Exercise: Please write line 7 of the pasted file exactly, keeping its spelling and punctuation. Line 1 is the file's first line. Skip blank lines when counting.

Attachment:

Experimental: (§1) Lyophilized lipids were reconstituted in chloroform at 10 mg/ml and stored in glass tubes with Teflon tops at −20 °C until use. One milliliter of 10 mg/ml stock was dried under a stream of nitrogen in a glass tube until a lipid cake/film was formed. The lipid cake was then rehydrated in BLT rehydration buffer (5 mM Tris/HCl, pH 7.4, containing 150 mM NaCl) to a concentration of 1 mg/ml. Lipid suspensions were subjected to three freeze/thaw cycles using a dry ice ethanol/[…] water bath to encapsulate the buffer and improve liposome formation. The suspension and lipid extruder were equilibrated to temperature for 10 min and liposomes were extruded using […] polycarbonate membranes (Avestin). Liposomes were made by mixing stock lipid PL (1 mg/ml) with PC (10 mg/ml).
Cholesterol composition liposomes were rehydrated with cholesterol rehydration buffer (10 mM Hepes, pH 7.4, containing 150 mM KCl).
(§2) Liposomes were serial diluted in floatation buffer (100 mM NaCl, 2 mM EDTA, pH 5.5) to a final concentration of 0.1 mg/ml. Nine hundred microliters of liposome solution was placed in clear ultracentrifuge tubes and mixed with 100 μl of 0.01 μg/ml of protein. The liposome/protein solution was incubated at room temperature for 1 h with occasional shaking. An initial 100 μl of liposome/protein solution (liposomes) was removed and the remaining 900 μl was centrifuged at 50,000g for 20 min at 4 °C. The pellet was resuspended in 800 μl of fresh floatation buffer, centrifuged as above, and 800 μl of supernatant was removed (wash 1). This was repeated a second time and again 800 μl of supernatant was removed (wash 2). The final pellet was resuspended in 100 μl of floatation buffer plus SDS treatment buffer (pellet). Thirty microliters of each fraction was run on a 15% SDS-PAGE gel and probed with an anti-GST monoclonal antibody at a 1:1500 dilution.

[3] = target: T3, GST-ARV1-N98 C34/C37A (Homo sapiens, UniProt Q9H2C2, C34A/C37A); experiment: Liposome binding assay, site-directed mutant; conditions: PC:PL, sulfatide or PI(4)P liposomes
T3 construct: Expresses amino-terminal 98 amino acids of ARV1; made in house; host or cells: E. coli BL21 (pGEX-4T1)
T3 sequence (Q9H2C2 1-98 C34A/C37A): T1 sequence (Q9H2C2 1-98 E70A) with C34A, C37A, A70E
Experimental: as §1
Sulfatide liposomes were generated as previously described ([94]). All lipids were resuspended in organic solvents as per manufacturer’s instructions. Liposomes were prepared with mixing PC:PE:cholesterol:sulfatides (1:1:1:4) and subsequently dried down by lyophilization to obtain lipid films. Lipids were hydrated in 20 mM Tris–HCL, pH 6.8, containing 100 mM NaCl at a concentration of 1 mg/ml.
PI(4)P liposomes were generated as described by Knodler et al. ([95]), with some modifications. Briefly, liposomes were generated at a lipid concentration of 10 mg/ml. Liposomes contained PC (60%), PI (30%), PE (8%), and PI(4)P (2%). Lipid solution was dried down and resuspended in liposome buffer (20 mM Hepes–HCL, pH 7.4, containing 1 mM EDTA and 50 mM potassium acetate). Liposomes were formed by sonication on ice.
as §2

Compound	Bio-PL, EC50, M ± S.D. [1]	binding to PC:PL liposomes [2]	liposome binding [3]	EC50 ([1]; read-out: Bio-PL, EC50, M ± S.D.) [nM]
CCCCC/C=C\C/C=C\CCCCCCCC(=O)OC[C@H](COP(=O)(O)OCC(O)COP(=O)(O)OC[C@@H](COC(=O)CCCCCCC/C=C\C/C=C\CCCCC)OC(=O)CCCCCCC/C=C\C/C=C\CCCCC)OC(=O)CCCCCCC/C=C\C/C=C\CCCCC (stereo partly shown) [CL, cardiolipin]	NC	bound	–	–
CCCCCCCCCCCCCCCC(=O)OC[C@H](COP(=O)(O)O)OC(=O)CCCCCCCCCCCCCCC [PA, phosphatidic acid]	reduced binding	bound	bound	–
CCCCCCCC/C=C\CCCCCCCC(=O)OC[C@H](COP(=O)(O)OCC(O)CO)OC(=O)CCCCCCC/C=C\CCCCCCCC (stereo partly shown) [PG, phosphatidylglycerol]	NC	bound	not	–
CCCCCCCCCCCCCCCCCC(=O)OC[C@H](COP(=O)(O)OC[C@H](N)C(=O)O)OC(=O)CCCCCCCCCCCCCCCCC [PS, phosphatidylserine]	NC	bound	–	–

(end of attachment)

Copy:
Experimental: as §1